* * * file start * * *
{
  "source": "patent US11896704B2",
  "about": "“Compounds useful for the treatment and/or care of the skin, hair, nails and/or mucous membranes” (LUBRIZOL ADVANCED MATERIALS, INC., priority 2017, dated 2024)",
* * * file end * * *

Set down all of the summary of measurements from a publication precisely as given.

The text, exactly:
{
  "source": "patent US11896704B2",
  "about": "“Compounds useful for the treatment and/or care of the skin, hair, nails and/or mucous membranes” (LUBRIZOL ADVANCED MATERIALS, INC., priority 2017, dated 2024)",